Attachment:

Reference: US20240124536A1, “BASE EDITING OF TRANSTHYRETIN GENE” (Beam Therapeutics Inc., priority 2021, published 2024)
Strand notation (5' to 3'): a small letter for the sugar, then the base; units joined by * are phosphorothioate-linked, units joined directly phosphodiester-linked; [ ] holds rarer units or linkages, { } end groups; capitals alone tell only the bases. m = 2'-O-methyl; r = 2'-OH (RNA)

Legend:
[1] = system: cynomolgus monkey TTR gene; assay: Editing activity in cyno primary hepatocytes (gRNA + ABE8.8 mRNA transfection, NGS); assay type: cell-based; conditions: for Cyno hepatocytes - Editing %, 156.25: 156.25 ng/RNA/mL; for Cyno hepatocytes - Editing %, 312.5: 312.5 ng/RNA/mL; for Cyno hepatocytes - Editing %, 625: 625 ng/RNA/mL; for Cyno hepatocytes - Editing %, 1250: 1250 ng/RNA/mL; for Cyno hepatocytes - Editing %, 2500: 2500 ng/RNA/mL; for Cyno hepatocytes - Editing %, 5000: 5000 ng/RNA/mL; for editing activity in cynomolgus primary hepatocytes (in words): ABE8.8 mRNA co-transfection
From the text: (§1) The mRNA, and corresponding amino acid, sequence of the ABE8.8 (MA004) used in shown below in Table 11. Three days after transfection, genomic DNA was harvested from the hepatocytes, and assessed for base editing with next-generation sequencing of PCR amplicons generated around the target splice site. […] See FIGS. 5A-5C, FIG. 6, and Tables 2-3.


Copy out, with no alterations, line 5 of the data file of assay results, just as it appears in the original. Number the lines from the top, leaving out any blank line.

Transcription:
From the text: (§1) The mRNA, and corresponding amino acid, sequence of the ABE8.8 (MA004) used in shown below in Table 11. Three days after transfection, genomic DNA was harvested from the hepatocytes, and assessed for base editing with next-generation sequencing of PCR amplicons generated around the target splice site. […] See FIGS. 5A-5C, FIG. 6, and Tables 2-3.